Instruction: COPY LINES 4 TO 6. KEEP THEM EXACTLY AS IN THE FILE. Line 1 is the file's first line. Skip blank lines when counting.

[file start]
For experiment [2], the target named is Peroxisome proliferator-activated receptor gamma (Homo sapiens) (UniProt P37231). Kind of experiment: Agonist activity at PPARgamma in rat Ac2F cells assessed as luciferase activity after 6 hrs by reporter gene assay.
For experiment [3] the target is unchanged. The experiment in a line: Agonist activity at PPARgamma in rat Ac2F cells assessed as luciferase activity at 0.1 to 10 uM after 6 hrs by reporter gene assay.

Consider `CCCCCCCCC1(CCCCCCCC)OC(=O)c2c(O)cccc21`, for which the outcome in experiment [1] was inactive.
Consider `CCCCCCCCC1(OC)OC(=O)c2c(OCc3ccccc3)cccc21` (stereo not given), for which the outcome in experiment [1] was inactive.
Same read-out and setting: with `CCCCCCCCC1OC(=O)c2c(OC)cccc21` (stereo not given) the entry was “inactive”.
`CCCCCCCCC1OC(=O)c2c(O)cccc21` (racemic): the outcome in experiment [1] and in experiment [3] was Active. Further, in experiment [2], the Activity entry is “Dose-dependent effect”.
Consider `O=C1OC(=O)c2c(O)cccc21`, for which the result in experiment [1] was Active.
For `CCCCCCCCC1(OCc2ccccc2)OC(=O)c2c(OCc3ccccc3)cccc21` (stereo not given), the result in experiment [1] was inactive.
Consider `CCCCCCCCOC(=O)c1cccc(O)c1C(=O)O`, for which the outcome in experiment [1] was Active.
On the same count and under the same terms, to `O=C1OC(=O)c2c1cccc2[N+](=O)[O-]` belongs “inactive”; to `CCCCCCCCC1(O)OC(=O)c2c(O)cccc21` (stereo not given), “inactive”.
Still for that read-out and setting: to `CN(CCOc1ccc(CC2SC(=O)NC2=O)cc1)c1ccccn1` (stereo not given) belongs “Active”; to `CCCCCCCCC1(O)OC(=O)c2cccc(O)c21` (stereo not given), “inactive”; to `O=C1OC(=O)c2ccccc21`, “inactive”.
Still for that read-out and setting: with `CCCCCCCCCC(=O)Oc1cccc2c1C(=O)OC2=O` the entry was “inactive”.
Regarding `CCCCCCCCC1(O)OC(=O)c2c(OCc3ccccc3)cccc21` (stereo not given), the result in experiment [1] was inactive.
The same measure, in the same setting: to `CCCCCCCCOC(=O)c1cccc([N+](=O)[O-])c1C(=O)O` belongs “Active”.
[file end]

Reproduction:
Consider `CCCCCCCCC1(OC)OC(=O)c2c(OCc3ccccc3)cccc21` (stereo not given), for which the outcome in experiment [1] was inactive.
Same read-out and setting: with `CCCCCCCCC1OC(=O)c2c(OC)cccc21` (stereo not given) the entry was “inactive”.
`CCCCCCCCC1OC(=O)c2c(O)cccc21` (racemic): the outcome in experiment [1] and in experiment [3] was Active. Further, in experiment [2], the Activity entry is “Dose-dependent effect”.